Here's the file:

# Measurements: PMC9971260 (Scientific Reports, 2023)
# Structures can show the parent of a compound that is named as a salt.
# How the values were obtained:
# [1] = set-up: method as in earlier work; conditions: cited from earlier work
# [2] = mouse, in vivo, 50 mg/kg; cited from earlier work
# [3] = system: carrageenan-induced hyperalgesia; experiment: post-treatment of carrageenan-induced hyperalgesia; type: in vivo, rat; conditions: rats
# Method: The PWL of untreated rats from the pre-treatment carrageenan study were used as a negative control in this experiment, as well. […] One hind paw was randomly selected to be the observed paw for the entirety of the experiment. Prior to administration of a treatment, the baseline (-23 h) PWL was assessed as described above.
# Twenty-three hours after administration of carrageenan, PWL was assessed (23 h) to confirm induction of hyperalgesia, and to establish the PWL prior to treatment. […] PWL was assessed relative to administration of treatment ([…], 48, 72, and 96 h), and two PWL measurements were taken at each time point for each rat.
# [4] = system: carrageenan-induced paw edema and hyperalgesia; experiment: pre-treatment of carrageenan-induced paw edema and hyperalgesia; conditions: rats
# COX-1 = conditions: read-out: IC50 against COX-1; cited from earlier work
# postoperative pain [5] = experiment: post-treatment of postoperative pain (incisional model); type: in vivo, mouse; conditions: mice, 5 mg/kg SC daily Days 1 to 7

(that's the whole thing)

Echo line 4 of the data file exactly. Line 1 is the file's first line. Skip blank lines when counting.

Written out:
# [1] = set-up: method as in earlier work; conditions: cited from earlier work